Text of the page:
10 French Classics: Books to Read


 

If I had to choose one favorite pastime, it would have to be reading. I’ve loved to read ever since I was a young child, and I have so many great memories of curling up with a book, and getting swept away by the stories. I love to read so much that I got my Masters degree in Literature!

The French are known all over the world for many things: the food, the wine, their style, and of course, their literature. There are so many French classics to choose from, that it was actually very difficult for me to narrow down my list to just 10.

But, I think I’ve come up with a great assortment of books that you should add to your “to be read” lists. Get ready to take notes…here are my favorite 10 French classics that you need to read!

1. The Tales of Mother Goose by Charles Perrault

Tales

Cover of The Tales of Mother Goose by Charles Perrault; translated and edited by Charles Welsh, 1901 – WikiCommons

I’ll be honest and admit that I had no ideas that The Tales of Mother Goose was originally in French! It’s one of those books of fairy tales that I think you all have read, and if not…you’ve probably heard a story or two from the collection anyways!

The book was originally published in 1696, so if this isn’t a classic I’m not sure what is. Stories inside include Sleeping Beauty, Puss in Boots, Cinderella and Little Red Riding Hood.

The author, Charles Perrault, is known as one of the very first to write down folk tales that had been passed down over the years, and turn them into a new genre called “fairy tales.” In French, the book is called Histoires ou contes du temps passé, avec des moralités (Stories or tales from the past, with moralities) or Contes de ma mère l’Oye (Tales of my mother the Goose).

My favorite quote: “To sleep a century of peaceful dreams, And then, to better dreams, awake again! Such wait is joy, however long it seems. A long delay brings even greater bliss; The greatest bliss must suffer long delays.” – Sleeping Beauty, The Tales of Mother Goose

2. The Flowers of Evil by Charles Baudelaire

The first edition of Les Fleurs du mal with author's notes

The first edition of The Flowers of Evil with Baudelaire’s notes – WikiCommons

Charles Baudelaire is a household name across France, and in many places all over the world. He is known for translating Edgar Allen Poe’s writings into French, and for being fairly morbid and dark in his own right.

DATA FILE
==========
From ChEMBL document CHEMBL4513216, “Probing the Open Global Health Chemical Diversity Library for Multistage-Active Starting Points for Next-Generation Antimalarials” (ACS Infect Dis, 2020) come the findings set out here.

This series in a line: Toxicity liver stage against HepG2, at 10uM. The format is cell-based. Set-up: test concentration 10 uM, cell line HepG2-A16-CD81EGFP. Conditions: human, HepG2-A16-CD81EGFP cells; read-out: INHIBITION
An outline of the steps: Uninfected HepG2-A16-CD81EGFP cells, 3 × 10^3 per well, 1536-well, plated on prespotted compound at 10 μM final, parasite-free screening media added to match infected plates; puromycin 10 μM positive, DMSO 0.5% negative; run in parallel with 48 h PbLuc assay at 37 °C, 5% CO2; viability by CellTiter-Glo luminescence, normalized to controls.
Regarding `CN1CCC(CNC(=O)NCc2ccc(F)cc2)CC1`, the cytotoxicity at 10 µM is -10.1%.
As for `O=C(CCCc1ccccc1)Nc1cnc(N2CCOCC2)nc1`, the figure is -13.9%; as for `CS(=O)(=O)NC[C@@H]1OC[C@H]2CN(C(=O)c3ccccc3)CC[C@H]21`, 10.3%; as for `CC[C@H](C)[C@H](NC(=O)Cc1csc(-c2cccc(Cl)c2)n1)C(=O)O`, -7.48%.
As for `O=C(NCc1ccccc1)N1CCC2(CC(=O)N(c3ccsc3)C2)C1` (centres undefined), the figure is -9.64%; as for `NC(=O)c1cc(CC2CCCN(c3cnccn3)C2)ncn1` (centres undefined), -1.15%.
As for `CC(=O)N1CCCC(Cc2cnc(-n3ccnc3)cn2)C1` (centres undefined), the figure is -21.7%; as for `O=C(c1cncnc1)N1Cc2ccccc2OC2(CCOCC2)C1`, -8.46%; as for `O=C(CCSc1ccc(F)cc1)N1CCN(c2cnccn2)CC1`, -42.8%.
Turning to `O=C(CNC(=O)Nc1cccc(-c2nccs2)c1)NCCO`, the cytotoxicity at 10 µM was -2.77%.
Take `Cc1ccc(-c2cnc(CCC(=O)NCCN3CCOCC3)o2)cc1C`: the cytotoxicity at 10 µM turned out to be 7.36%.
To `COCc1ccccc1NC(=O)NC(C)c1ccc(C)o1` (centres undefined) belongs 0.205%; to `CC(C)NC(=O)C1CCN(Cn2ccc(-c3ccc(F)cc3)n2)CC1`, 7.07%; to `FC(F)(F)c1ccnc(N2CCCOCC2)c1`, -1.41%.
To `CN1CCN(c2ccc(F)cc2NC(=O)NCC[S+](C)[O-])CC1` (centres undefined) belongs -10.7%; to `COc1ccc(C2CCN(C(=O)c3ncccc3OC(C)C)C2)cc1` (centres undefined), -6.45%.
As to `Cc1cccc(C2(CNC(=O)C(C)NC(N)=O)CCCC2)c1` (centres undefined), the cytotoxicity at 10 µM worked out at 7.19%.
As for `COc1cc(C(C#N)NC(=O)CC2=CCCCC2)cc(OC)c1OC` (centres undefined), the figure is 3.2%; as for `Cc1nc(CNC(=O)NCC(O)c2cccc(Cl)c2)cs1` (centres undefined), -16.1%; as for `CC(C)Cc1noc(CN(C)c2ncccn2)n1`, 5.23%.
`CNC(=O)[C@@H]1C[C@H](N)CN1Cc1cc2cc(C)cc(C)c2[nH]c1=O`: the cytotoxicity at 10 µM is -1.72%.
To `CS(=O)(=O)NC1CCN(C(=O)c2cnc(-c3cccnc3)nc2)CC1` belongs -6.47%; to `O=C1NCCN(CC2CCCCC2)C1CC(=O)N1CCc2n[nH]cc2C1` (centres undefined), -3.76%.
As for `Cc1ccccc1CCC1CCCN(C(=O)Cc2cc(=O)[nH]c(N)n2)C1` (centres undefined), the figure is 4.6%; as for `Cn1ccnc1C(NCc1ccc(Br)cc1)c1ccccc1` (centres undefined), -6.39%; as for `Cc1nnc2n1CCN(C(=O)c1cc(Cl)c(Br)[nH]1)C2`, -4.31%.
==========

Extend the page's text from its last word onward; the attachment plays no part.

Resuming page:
The Flowers of Evil (Les Fleurs du mal) is a book of poems that focus on themes such as sex, death and morality. Baudelaire lived and worked in Paris in the middle to late 19th century, and at the time, these sort of themes were taboo. The French government went so far as to label the book “obscene.”

When the book was first published, most of society rejected Baudelaire and his poetry. That being said, other writers and artists immediately loved his work, and he gained a small following. Today, it is studied in schools across France and in other countries!

My favorite quote: “My heart is lost; the beasts have eaten it.”

3. In Search of Lost Time by Marcel Proust

Christie's

First galley proof of À la recherche du temps perdu: Du côté de chez Swann with handwritten revision notes by Marcel Proust which was auctioned by Christie’s – WikiCommons

In one of the most epic novels in history, In Search of Lost Time (À la recherche du temps perdu), Marcel Proust shares stories of his childhood and adolescence while growing up in the aristocratic world of Paris. This novel stretches out over 7 volumes, and is the longest novel ever published. The longest sentence ever published is also included, at 847 words!

This French classic was an instant hit as soon as it was published, however, when Proust sought a publishing company to release it, he was turned down multiple times. Eventually he decided to publish the book himself.

This novel is so widely read, that a French expression came out of it. “La madeleine de Proust” (Proust’s madeleine) references a section in the novel’s first volume, Swann’s Way, in which Proust reminisces about the times in his childhood that his mother would serve him madeleines (a small French cake) and tea. Every time he eats a madeleine, he is transported back to these moments. Do you have a “madeleine” of your own?

My favorite quote: “If a little dreaming is dangerous, the cure for it is not to dream less, but to dream more, to dream all the time.”

4. Indiana by George Sand

George Sand

The cover of Indiana by George Sand – WikiCommons

George Sand is actually the pen name for a woman named Amantine Lucile Aurore Dupin. Sand was born in 1804, and at the time women just didn’t become respected writers. There were of course some women who had their work published, but it wasn’t taken seriously. That’s why Sand decided to go by a man’s name.

Indiana is widely considered her masterpiece. It was the first novel she ever published under the name George Sand, and it tells the story of a woman who is unhappily married. Life imitates art, or should I say, art imitates life, as Sand herself was stuck in an unhappy marriage herself.

The novel isn’t technically autobiographical, but it’s clear that Sand drew inspiration from her own life.

My favorite quote: “I was born to love – but none of you wanted to believe it, and that misunderstanding was crucial in forming my character. It’s true that nature was strangely inconsistent in giving me a warm heart, but also a face that was like a stone mask and a tongue that was heavy and slow. She refused me what she bestowed freely on even the most loutish of my fellow men. . . . People judged my inner character by my outer covering, and like a sterile fruit, I withered under the rough husk I couldn’t slough off.”

5. Les Misérables by Victor Hugo

Cosette

Young Cosette sweeping: 1886 engraving for Victor Hugo’s Les Misérables by Émile Bayard – WikiCommons

If you haven’t recognized any of the author’s that I’ve referenced so far, I’m almost positive that you’ve heard of Victor Hugo! In addition to writing Les Misérables, Hugo also penned the now turned Disney classic, The Hunchback of Notre-Dame. Do the names Esmeralda and Quasimodo ring any bells?!

Les Misérables was first published in 1862, and Hugo spends most of the novel talking about social injustices in France, specifically in Paris, at the time. Hugo was passionate about raising awareness of the working class conditions in Paris, as at the time most poor people in the city were barely surviving in the crowded slums.